in is also a personal cause for SFSU Artist-in-Residence Branford
Marsalis. He and fellow jazz great Harry Connick Jr., both native
New Orleanians, are co-chairing Habitat for Humanity's efforts
to rebuild homes in decimated areas. "I think that with
an organization like Habitat, it can make a very big dent,"
he told Matt Lauer during a September visit to NBC's "Today"
University residence halls
are abuzz with efforts to help the displaced. Residence hall
advisers have organized students to volunteer at Bay Area American
Red Cross chapters, and raised funds through root beer float
sales and coin drives. Freshman Jill Bergantz's volunteer efforts
were inspired by a San Francisco Chronicle story about
quilters. "Even though such horrible things were happening,
people were making beauty come from chaos," she says. "Women
were crafting quilts to send to survivors, and I wanted to help
them do it." Bergantz contacted her residence adviser,
sophomore Kimberly Allen, who bought fabric and organized a
meeting of residents from the Towers at Centennial Square and
Mary Ward and Mary Park halls. Together they cut squares of
fabric and stitched them together. In late September Bergantz
hand-sewed the binding on their first quilt and sent it to the
American Red Cross.
Students Fay Eastman and Sara Henderson decided to send themselves
to the disaster area. The two friends joined other American
Red Cross volunteers in distributing supplies to the displaced
in Beaumont, Texas. Meanwhile, Meredith Duke, the budget coordinator
for SFSU's Academic Resources Department, is on standby with
the organization, awaiting her deployment to the Gulf Coast
region. Duke, who grew up in Alabama, has visited New Orleans
many times. "Loving that city so much, I was heartbroken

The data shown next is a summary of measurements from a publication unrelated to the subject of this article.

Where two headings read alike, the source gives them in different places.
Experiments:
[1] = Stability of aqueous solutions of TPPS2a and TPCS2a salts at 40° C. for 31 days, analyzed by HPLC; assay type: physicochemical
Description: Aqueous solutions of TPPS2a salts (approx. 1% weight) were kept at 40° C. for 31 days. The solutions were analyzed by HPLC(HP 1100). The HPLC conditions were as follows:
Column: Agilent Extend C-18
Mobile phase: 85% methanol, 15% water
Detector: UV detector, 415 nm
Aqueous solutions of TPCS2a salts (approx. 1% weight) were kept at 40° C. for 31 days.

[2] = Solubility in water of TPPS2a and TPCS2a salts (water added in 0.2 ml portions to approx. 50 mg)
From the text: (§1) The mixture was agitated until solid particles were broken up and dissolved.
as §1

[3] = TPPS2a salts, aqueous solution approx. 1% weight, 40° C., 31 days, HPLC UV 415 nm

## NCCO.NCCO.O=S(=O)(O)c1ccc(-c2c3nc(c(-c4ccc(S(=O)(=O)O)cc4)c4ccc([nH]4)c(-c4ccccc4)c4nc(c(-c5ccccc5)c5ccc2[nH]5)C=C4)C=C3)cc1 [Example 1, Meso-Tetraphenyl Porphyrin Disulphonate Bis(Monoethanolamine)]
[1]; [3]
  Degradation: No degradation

to see photos of the devastation … residents on their
rooftops waiting for help … stories of grandmothers and
children disappearing into the deep water which had been their
neighborhoods. I just felt I had to go."
early September, De Tran (B.A., '87), editor and publisher
of San Jose's VietMercury newspaper, flew to Biloxi,
Miss. to serve as a translator in the area's Vietnamese community.
"They are mostly poor folks … a lot don't speak fluent
English," Tran says of Biloxi's estimated 2,000 displaced
Vietnamese, many of whom worked in the fishing industry and
lost jobs and homes to Katrina.
never seen anything like that in my life … everything
wiped out. The destruction was unimaginable," Tran says.
The people he encountered on his trip were no strangers to difficult
times. A large population of residents fled to the Gulf Coast
following the Vietnam War. "I think the most heartbreaking
thing was that for many people who lost everything, this was
the second time in their lives this had happened," Tran
As translator, he assisted residents with filling out forms
for FEMA and he also lent a hand to the rebuilding effort. Tran
tore out sheet rock to prevent mold in Biloxi's Van Duc Buddhist
Temple, which sustained a great deal of water damage but remains
standing. In the weeks following Katrina, some 200 residents
found shelter in the temple while others remained adrift on
Some of the people SFSU
has helped are right here on campus. The University has offered
students whose academic lives were disrupted by Hurricane Katrina
a chance to continue their education, and enroll even without
transcripts, and pay only in-state fees. To date, seven evacuees
from the Gulf Coast area have enrolled in classes on campus,
including Jonah Purinton.
In August, a day and a half before Hurricane Katrina hit the
Gulf Coast, Purinton, then a junior college student in Gulfport,